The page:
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Munich Registry/Registrar Event

On 12-13 May 2011, ICANN hosted its Europe Regional Registry/Registrar Event in Munich, Germany. ICANN shared news of this event with the community in its 28 March 2011 blog post.

More than 60 participants including representatives from gTLD registries, ICANN-accredited registrars, and numerous observers including a ccTLD registry and future new gTLD applicants, attended the event. ICANN introduced the regional event model in 2005 and the primary goals are two-fold. First, they provide an educational opportunity, to discuss topics important to the effective contractual compliance and operation of a gTLD registry or ICANN-accredited registrar. Second, the sessions are intended to broaden participation in the ICANN multi-stakeholder governance model. Additionally, the event is open to observers that may have an interest in becoming a gTLD registry or ICANN-accredited registrar.   

While the agenda for ICANN general meetings includes policy issue debates and decision-making by various ICANN groups, these regional events have a different focus.  They are not intended as a replacement for attendance at the ICANN meetings, but are designed to assure that the parties to contracts with ICANN better understand their roles and responsibilities while encouraging them to participate more fully in the process. These events are also an opportunity for future gTLD registries and ICANN-accredited registrar to learn more about what is involved in serving in those stakeholder groups. Efforts to enhance the interactive nature of the presentations have proven successful as participants actively contribute to the presentations with questions and input gleaned from their own experiences.

The two-day agenda included ICANN staff providing updates and answering questions on topics including, new gTLDs, GSNO Policy Development, Contractual Compliance, gTLD Registry and Registrar Operational Readiness for new gTLDs, Registrar Training Program, and IDNs. Additionally, Stéphane van Gelder, Chair of the GNSO Council and Chuck Gomes, former Chair of the GSNO Council, led a session about the GNSO, Jean-Christophe Vignes, Vice Chair of the Registrar Stakeholder Group, and James Bladel, Director, Policy Planning at GoDaddy, led a session about the Stakeholder group, Michele Neylon, CEO of Blacknight Internet Solutions Ltd., facilitated a discussion about Registrars/Law Enforcement, and Edmon Chung, CEO of DotAsia, led a session about the Joint IDN Working Group. Lastly, the following gTLD registries opted to provide an update on their TLDs' activities to attendees: DotAsia, Verisign, and ICM Registry, LLC. ICANN staff is grateful for the broad participation and contributions these speakers made to the event. Overall feedback from participants to date has been very positive.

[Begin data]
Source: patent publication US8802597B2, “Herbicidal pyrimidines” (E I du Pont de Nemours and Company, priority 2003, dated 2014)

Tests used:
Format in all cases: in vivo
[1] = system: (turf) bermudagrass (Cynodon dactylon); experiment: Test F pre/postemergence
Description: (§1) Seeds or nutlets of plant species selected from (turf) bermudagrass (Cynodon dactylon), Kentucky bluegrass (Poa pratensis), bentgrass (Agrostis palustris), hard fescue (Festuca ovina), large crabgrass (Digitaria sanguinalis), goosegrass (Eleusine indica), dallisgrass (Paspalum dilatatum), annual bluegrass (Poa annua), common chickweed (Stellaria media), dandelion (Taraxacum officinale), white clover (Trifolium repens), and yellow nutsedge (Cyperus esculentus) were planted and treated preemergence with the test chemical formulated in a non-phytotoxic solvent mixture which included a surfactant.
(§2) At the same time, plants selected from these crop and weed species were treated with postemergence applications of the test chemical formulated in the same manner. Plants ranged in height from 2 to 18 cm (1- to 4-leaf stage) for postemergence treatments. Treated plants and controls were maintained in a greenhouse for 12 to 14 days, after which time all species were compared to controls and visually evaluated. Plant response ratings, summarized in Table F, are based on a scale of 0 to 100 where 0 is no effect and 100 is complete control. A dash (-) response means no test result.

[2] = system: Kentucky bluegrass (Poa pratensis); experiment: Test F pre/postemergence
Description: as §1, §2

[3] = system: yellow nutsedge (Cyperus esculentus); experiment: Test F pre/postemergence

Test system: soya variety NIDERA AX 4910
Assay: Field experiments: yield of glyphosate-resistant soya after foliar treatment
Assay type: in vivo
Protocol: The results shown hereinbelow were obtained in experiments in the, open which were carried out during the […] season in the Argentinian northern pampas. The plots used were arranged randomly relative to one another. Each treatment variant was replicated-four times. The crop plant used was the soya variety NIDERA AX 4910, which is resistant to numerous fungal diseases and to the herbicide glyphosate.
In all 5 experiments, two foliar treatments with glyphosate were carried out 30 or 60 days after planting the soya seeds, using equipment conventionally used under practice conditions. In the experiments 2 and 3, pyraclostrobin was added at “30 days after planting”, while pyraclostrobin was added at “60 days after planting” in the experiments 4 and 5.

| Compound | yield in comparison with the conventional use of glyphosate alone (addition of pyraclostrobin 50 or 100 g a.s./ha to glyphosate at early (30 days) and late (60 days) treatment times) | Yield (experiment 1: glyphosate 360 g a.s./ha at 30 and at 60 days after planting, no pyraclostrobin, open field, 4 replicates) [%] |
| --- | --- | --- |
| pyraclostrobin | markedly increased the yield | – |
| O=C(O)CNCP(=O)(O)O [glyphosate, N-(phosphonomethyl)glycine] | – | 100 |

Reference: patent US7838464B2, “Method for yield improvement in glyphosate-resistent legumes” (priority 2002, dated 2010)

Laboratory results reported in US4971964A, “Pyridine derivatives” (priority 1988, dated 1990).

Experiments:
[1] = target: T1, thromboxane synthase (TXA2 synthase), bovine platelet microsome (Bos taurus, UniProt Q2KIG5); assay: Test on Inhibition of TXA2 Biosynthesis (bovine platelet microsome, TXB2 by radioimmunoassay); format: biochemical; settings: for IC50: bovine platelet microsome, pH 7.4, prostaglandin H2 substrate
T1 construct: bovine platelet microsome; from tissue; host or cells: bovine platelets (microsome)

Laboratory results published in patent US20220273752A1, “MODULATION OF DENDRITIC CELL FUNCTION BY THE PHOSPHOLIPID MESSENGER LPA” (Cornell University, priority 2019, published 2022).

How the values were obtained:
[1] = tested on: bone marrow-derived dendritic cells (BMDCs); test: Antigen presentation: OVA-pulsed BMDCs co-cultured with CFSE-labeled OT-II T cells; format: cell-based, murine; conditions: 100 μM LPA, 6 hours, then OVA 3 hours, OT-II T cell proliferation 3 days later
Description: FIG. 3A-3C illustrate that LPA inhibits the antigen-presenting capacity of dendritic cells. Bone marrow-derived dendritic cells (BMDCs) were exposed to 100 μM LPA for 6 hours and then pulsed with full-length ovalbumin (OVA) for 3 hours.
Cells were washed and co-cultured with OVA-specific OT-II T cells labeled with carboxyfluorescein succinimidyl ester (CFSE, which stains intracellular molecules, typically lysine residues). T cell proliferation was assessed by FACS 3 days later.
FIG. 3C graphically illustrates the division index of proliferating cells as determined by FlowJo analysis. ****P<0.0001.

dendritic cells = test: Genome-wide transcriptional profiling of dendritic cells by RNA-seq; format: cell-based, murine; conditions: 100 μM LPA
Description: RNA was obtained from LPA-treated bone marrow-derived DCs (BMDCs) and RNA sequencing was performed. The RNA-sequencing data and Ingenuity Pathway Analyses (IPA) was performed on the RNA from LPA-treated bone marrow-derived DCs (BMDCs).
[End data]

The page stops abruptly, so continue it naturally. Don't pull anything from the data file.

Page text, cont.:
In the interest of transparency, the following information is available from the event.

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Domain Name System
Internationalized Domain Name ,IDN,"IDNs are domain names that include characters used in the local representation of languages that are not written with the twenty-six letters of the basic Latin alphabet ""a-z"". An IDN can contain Latin letters with diacritical marks, as required by many European languages, or may consist of characters from non-Latin scripts such as Arabic or Chinese. Many languages also use other types of digits than the European ""0-9"". The basic Latin alphabet together with the European-Arabic digits are, for the purpose of domain names, termed ""ASCII characters"" (ASCII = American Standard Code for Information Interchange). These are also included in the broader range of ""Unicode characters"" that provides the basis for IDNs. The ""hostname rule"" requires that all domain names of the type under consideration here are stored in the DNS using only the ASCII characters listed above, with the one further addition of the hyphen ""-"". The Unicode form of an IDN therefore requires special encoding before it is entered into the DNS. The following terminology is used when distinguishing between these forms: A domain name consists of a series of ""labels"" (separated by ""dots""). The ASCII form of an IDN label is termed an ""A-label"". All operations defined in the DNS protocol use A-labels exclusively. The Unicode form, which a user expects to be displayed, is termed a ""U-label"". The difference may be illustrated with the Hindi word for ""test"" — परीका — appearing here as a U-label would (in the Devanagari script). A special form of ""ASCII compatible encoding"" (abbreviated ACE) is applied to this to produce the corresponding A-label: xn--11b5bs1di. A domain name that only includes ASCII letters, digits, and hyphens is termed an ""LDH label"". Although the definitions of A-labels and LDH-labels overlap, a name consisting exclusively of LDH labels, such as"""" is not an IDN."